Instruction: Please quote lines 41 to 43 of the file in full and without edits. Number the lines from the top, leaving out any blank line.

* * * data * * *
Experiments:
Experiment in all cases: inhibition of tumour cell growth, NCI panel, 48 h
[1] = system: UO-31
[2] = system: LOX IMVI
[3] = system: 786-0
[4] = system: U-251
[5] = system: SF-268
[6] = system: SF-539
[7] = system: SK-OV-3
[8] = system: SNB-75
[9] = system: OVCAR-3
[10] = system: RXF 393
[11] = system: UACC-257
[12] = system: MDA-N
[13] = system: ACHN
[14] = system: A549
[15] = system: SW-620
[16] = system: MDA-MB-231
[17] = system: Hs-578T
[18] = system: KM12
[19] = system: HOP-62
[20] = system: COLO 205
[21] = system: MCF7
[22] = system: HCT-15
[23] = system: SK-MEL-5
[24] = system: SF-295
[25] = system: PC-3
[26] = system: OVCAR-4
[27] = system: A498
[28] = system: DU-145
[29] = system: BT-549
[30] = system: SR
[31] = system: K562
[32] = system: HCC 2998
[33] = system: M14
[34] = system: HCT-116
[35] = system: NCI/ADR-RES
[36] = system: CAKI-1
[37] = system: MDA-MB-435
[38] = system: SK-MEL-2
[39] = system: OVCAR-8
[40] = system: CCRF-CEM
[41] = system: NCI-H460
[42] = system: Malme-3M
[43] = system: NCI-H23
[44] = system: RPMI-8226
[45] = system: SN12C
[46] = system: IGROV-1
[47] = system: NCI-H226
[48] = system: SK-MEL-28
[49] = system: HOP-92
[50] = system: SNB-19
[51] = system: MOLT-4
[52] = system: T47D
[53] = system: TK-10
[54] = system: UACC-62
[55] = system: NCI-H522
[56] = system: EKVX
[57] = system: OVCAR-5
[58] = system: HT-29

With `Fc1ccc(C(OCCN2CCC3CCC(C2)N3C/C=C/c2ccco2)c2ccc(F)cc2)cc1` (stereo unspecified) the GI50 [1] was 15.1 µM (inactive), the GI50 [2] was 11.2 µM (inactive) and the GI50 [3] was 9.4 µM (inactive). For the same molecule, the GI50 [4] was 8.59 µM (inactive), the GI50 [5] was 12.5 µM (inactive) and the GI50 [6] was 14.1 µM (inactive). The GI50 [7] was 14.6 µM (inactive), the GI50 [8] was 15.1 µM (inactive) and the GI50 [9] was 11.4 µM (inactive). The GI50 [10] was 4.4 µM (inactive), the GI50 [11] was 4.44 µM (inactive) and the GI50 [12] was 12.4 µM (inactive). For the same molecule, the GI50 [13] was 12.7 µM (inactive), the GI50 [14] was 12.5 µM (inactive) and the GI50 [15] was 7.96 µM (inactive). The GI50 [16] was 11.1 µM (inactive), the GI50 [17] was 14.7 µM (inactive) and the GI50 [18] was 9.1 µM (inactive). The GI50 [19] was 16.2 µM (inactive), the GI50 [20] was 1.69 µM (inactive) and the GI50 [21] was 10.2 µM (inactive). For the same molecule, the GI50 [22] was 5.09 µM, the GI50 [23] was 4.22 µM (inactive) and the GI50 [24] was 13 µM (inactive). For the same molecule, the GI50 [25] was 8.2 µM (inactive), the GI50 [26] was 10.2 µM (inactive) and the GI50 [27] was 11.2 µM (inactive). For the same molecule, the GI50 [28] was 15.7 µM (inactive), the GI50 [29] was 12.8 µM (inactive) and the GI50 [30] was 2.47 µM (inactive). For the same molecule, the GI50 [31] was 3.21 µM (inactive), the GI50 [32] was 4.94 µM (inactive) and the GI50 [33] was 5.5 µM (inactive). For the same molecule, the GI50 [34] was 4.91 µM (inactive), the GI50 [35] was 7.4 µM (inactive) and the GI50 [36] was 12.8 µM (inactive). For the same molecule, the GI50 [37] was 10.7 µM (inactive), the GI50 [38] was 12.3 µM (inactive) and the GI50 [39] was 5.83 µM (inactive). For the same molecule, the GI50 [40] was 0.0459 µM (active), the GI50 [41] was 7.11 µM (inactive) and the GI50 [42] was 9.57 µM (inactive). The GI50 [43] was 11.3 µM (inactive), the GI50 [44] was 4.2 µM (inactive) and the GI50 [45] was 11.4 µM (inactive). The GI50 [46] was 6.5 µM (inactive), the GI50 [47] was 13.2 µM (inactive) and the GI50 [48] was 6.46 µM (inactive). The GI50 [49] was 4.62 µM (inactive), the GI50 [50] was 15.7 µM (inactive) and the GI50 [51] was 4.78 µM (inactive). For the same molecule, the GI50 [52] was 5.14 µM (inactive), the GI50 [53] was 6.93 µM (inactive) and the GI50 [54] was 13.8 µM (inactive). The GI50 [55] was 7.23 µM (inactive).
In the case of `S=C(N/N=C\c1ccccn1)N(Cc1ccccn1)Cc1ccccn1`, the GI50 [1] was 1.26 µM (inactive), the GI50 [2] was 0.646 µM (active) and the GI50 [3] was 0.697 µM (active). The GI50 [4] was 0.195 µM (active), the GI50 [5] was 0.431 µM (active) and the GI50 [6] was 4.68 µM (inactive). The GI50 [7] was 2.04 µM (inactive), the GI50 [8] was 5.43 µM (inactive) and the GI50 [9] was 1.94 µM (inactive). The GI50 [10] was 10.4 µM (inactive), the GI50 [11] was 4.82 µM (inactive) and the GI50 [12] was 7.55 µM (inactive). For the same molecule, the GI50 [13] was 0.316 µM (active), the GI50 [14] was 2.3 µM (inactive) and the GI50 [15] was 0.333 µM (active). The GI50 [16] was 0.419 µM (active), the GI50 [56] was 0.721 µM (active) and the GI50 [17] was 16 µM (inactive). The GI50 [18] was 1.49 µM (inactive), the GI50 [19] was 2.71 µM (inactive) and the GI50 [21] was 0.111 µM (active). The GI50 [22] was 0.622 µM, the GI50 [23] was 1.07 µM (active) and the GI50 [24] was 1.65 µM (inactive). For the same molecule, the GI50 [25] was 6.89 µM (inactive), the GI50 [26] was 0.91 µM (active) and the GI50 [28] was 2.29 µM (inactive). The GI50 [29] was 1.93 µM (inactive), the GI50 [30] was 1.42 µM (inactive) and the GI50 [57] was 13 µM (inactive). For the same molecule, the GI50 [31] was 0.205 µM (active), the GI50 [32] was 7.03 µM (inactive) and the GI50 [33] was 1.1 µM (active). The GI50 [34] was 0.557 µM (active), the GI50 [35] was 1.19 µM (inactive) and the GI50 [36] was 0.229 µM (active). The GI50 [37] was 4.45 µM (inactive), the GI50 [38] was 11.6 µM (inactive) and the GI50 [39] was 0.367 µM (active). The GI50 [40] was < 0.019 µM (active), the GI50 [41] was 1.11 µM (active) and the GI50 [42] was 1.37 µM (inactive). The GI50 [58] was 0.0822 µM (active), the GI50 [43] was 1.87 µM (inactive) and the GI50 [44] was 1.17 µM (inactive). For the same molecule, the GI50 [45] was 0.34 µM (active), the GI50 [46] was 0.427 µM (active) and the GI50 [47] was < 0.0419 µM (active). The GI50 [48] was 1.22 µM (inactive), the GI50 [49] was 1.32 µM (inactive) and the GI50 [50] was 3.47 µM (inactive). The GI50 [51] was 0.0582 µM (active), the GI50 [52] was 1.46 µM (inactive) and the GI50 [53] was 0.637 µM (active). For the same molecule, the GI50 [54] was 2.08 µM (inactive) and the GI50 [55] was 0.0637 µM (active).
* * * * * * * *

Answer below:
[39] = system: OVCAR-8
[40] = system: CCRF-CEM
[41] = system: NCI-H460